Dinner and a movie.
It’s a standard and at this point, probably a little staid. However, it’s a date that I would never turn down.
Because this guy right here?
Best guy in the world to watch movies with. He gets there early, he finds the perfect seats and he stays until the houselights come up. Oh and he shares his popcorn (even though I hate movie theater popcorn. It’s awful. It has that terrible chemical aftertaste and the consistency is like styrofoam. Stove-popped or bust, dudes. With brown sugar, salt and cayenne pepper)
After the holidays, we’re planning to see see Mission Impossible: Ghost Protocol.
I’m looking forward to the movie – the Mission Impossible franchise is an entertaining way to spend two hours and you know, Sawyer BUT more than that — I’m really excited to see the eight minute prologue to The Dark Knight Rises.
Augs is telling me to keep my expectations in check, but I’ve been looking forward to this movie since the last shot of The Dark Knight.
Before Nolan came along, screen adaptations of Batman were essentially a joke (of course, we’re discounting Batman: The Animated Series which is just excellent) .
The 1966 television series was campier than the annual Boy Scout Jambaroo and subsequent iterations of the movie were just….no (Look, I’m not denying Nicholson and Pfieffer were amazing as The Joker and Catwoman but there’s no way you can say Burton’s movies were better than Nolan’s. They have their place but they’re not better. Also, Batman Forever and Batman and Robin never happened).
Batman Begins changed all that – Batman’s genesis was fully fleshed out. A skittish little boy witnesses his parents murdered in cold blood and something inside of him snaps. He embraces the dark in hopes of preserving the light.
Then a couple of years later, Nolan follows up a truly excellent character study with a gritty, dark and intense crime drama disguised as a comic book movie – The Dark Knight.
It’s a movie of countless perfect moments but my five favorite things about it (I’m from the Championship Vinyl school and live my life in lists)
– The IMAX sequences. They speak for themselves and if you haven’t seen the film in IMAX the way God and Nolan intended, well — I pity you.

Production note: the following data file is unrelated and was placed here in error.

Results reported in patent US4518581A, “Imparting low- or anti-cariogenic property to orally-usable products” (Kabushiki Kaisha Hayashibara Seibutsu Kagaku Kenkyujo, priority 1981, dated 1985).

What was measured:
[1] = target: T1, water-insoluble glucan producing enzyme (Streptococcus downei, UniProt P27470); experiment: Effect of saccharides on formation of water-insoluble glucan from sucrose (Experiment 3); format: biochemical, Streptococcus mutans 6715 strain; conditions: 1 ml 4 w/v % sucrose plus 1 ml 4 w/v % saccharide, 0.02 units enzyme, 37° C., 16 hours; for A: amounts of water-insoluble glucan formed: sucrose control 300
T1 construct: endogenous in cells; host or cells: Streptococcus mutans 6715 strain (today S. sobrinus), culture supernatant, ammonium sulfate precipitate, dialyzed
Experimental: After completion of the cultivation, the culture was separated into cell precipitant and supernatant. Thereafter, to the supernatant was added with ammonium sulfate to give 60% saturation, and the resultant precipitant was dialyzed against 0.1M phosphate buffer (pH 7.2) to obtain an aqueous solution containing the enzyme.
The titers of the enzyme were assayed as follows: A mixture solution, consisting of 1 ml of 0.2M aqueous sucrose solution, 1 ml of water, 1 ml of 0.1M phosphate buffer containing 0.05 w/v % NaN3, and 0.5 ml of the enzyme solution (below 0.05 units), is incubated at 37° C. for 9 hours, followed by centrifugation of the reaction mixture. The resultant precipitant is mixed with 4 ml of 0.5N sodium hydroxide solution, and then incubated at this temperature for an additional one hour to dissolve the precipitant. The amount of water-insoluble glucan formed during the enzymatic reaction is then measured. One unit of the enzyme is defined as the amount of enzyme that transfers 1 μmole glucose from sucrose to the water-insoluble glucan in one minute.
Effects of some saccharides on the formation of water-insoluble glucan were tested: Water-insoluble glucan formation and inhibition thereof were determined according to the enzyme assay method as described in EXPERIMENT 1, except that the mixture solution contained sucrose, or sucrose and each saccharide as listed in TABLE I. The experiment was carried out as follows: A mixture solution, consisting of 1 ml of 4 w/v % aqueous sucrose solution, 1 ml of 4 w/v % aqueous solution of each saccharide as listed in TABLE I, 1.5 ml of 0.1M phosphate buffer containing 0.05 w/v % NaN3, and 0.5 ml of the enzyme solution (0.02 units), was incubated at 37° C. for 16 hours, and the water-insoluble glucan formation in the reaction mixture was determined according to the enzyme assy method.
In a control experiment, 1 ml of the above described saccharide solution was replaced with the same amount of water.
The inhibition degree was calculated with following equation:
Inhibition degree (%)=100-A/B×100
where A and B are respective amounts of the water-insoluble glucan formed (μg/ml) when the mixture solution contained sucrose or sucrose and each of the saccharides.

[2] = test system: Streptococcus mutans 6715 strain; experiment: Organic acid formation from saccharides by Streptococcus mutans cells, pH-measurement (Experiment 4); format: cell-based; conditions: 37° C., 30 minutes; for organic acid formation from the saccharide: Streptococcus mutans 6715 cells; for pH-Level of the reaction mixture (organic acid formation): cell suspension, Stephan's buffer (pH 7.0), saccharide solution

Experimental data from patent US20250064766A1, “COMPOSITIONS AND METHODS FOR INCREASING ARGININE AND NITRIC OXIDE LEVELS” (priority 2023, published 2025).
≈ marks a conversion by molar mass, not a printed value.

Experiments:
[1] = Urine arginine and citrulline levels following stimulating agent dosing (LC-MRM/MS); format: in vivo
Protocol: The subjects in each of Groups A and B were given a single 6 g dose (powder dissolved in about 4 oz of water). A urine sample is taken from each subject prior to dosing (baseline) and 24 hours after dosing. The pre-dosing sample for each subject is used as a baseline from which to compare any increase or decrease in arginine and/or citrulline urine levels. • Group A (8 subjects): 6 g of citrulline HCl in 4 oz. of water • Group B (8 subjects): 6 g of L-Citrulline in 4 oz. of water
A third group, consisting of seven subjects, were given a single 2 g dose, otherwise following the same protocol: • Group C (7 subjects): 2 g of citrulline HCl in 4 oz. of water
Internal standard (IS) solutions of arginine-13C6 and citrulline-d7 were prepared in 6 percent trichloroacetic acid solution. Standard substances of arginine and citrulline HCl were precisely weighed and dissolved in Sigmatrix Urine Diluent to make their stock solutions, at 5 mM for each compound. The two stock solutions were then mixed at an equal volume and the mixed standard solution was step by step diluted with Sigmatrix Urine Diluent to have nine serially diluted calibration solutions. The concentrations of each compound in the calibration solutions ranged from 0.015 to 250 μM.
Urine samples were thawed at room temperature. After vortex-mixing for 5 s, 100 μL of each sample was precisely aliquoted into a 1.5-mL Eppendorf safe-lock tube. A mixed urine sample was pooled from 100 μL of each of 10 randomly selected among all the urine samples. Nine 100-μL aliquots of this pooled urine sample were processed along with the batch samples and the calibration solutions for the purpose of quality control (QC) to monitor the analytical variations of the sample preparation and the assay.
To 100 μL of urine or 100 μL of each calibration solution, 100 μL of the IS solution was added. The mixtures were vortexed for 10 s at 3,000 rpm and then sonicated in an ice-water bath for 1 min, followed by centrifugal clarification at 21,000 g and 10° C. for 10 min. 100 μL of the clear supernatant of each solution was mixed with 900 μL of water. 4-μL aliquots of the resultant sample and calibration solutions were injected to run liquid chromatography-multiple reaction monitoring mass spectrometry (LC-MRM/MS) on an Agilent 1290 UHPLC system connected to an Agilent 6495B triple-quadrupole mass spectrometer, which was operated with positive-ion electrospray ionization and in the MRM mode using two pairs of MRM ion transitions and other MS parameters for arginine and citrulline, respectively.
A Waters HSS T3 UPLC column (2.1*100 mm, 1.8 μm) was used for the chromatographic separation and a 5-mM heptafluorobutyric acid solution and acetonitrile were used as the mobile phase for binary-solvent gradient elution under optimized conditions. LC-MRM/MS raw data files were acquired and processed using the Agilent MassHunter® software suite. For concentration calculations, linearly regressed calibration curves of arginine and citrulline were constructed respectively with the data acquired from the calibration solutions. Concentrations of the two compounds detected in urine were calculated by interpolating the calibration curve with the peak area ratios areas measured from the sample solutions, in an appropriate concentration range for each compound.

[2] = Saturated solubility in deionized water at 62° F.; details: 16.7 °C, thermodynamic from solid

– Ledger’s sublime performance as The Joker. It’s the second best Joker of all time behind Mark Hamill.
– The practical effect that features the upending of a full-sized truck. We live in a world where directors seem to be increasingly reliant on computer wizardry to make movie magic. The fact that Nolan and cinematographer Wally Pfister kicked it old school and actually flipped this big bastard? Highly impressive.
– It features a cameo by Senator Patrick Leahy (let me crack an egg of knowledge about Senator Leahy — if he ran for President, I would gladly volunteer for the campaign. The man shares a lot of the same ideologies that I do and he’s kind of a bad-ass. In addition to a cameo role in The Dark Knight, Senator Leahy did voice work for Batman: The Animated Series, wrote the foreword to The Dark Knight Archives and once, Dick Cheney told Senator Leahy to fuck himself)
– The score. Hans Zimmer is responsible for some of my favorite music ever created (Beach Song – True Romance) and in The Dark Knight, he winds nickel strings tighter and tighter until your nerves ache. Perfect mood music.
Watching The Dark Knight made me a little nervous.
“This is a good movie. This is a really good movie. I don’t understand how Nolan is going to top this.”
And then, I saw Inception and decided that from now on, I should just keep calm and have faith in Christopher Nolan.
I have this theory (now’s a good time to pop a beta blocker, nerds) about The Dark Knight Rises. If you’re not familiar with Batman canon, this might be construed as a spoiler, so heads up.
Bane’s biggest claim to fame is that he’s the dude who broke the bat, right? As in took Batman, lifted him high, broke his back and left our hero a paraplegic.
Batman may be a bad-ass but you can’t really fight crime in Gotham when you’re confined to a wheelchair, so the world needed a new Dark Knight. Cue Azarael – a man hand-picked by our boy Bats to replace him as the Caped Crusader.
No, Not him.
(Straight ladies and gay men – I know. I KNOW)
You get a great actor like Joseph Gordon Levitt and you pop him in a seemingly inconsequential role as Commissioner’s Gordon’s underling. Yeah, no. Something’s rotten in Gotham.
So, here’s what I’m thinking — the movie ends with Bane breaking the Bat and Gotham getting the hero it deserves. A silent guardian. A watchful protector. A new Dark Knight.
Now, I open the floor for mockery, threats and general displeasure from the nerd community.